On both sides of the political aisle, Trump’s summit with Vladimir Putin in Helsinki has been cast as an utter failure. To his critics, the president appeared timid, unsure, ill-informed, subservient, and generally out matched by the Russian tyrant.

Yet no one should have been all that surprised by his posture and delivery. Trump is a nationalist. So is Putin. Trump only cares about the success of the United States. Putin only cares about the welfare of Russia. As far back as 2007, Trump told Larry King on CNN, “Look at Putin — what he’s doing with Russia — I mean, you know, what’s going on over there. I mean this guy has done — whether you like him or don’t like him — he’s doing a great job in rebuilding the image of Russia and also rebuilding Russia period.”

In 2011, he reiterated his admiration when he said, “Putin has big plans for Russia. He wants to edge out its neighbors so that Russia can dominate oil supplies to all of Europe…I respect Putin and Russians but cannot believe our leader (Obama) allows them to get away with so much…Hats off to the Russians.”

Moreover, Trump is anti-Islam. Has there been a modern leader who has been more anti-Islam than Vladimir Putin? Just as Trump opposes the decline of Christianity and the loss of influence it has over culture, Putin has done more to revitalize Christianity as a state religion in Russia than any other leader of the past century. On that issue, there is no daylight between them.

Another similarity regards their attitudes towards the press. Trump views the press as a military branch of his administration or an adversary to defeat. Similarly, Putin has targeted journalists and newspapers as a way of controlling the masses. As Trump rants about fake news and targets individual reporters, the Kremlin is busy censoring anti-Putin sentiment and assassinating reporters. In 2015, on another cable news program, Trump excused Putin’s attacks on journalists. “He’s running his country and at least he’s a leader, unlike what we have in this country…I think our country does plenty of killing also.”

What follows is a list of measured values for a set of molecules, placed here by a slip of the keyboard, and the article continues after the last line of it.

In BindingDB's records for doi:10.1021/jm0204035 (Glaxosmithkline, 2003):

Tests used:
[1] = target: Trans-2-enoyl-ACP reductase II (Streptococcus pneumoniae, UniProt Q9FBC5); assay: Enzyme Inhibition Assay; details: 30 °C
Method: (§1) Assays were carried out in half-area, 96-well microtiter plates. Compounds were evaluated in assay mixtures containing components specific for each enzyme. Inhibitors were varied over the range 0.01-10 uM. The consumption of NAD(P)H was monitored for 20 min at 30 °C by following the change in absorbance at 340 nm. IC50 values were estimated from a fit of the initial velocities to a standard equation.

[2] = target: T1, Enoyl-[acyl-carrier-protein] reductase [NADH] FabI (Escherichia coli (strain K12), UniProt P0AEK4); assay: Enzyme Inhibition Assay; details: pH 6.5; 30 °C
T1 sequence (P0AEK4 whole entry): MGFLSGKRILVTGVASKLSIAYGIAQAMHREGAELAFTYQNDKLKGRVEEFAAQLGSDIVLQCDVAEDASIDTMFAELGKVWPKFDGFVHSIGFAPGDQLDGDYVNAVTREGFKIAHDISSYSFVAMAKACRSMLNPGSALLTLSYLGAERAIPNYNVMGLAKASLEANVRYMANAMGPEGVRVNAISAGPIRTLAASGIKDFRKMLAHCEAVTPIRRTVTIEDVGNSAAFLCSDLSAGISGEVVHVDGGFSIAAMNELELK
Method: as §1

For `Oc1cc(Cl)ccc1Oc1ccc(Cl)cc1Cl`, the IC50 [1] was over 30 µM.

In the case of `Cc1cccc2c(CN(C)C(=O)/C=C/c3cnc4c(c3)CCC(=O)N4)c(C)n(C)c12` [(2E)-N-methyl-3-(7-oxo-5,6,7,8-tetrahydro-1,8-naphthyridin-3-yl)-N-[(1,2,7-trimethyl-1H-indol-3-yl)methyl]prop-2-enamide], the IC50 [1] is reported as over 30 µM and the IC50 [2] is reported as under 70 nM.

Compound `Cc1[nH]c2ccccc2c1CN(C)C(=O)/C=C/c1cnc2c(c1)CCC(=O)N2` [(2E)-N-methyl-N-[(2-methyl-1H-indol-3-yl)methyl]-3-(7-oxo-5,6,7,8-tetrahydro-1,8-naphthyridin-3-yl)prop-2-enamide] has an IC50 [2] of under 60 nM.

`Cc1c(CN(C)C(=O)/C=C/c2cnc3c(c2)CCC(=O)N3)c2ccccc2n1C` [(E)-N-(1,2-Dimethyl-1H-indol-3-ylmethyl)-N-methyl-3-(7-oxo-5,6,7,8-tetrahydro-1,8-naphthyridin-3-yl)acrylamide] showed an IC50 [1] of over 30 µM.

As I see it, Trump is not Putin’s lapdog. Instead, Trump views Putin as a powerful leader, beneficiary, fellow nationalist, co-defender of Christianity, and kindred spirit. Given the symmetry of their beliefs, convictions, and goals, his performance at the summit was predictable. The British historian, Simon Sebag Montefiore, has written: “Trump wants to be the first American tsar. With his hero worship of Putin, his admiration for the apparent omnipotence of the Kremlin, schoolboyish crush on Putin’s gangster swagger and his contempt for democracy, Trump wants to rule with his family, taking decisions purely because he’s right about everything like a tsar.”

I have to agree with Montefiore. One thing is for sure, it is incontrovertible that Putin helped Trump win the 2016 election. If not for Moscow’s highly sophisticated campaign of subversion, hacking, disinformation, and bribery, there is no way that Donald Trump would have beat Hillary Clinton. He lost the popular election; without Russian meddling, he would have lost the Electoral College as well.  That is the bottom line. Although Trump can’t say it in public, he knows the truth: dossier or not, he is indebted to Vladimir Putin for everything that he has accomplished as POTUS.

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